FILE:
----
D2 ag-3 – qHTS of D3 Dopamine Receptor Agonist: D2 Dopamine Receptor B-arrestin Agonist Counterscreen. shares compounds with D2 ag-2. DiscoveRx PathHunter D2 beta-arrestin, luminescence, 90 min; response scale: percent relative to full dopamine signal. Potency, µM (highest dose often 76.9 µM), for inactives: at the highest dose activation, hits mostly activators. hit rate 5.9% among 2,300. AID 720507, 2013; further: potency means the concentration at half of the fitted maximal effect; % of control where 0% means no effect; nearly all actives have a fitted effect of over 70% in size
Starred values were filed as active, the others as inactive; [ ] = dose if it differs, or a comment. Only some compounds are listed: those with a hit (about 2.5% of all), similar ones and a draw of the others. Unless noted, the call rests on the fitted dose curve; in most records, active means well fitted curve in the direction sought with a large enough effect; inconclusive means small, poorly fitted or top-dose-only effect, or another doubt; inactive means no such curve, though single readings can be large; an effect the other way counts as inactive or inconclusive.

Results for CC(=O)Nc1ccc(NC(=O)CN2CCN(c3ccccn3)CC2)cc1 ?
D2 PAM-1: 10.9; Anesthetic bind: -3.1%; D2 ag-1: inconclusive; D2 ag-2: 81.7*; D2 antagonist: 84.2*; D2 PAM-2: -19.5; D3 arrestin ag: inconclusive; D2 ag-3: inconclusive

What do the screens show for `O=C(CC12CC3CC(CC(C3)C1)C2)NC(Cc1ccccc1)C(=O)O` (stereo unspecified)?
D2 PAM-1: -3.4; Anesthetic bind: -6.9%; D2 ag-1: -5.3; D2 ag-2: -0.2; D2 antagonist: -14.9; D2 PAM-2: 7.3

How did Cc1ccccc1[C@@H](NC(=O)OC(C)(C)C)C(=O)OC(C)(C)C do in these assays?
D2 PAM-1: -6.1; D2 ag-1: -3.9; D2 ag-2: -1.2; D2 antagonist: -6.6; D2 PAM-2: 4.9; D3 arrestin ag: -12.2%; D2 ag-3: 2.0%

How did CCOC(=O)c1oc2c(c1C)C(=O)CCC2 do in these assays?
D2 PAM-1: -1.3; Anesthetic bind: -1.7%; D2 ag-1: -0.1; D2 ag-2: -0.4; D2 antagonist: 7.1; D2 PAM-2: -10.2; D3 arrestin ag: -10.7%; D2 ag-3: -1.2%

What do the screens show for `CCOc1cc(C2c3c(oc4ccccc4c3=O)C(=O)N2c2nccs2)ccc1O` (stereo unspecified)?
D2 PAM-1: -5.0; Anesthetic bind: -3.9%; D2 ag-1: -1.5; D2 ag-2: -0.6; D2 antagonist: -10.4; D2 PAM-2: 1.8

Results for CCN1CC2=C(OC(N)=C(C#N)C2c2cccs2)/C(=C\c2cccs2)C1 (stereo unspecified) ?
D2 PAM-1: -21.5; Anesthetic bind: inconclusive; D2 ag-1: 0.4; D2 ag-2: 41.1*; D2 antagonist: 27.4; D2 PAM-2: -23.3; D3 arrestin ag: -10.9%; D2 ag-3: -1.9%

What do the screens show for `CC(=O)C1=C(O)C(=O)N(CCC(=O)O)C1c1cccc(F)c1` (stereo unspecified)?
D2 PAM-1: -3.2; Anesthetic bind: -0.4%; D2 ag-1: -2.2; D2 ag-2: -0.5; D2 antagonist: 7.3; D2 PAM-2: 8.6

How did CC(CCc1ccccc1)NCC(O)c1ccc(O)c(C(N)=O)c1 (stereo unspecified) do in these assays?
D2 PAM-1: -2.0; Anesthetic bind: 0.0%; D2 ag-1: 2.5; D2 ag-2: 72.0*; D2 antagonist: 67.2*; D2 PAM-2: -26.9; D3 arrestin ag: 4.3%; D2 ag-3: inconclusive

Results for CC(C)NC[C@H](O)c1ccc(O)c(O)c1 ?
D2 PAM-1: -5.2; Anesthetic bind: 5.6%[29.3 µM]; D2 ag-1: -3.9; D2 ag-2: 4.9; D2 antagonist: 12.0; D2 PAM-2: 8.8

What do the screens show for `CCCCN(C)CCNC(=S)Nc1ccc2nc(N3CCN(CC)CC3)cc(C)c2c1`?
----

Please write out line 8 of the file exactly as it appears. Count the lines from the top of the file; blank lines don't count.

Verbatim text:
D2 PAM-1: -6.1; D2 ag-1: -3.9; D2 ag-2: -1.2; D2 antagonist: -6.6; D2 PAM-2: 4.9; D3 arrestin ag: -12.2%; D2 ag-3: 2.0%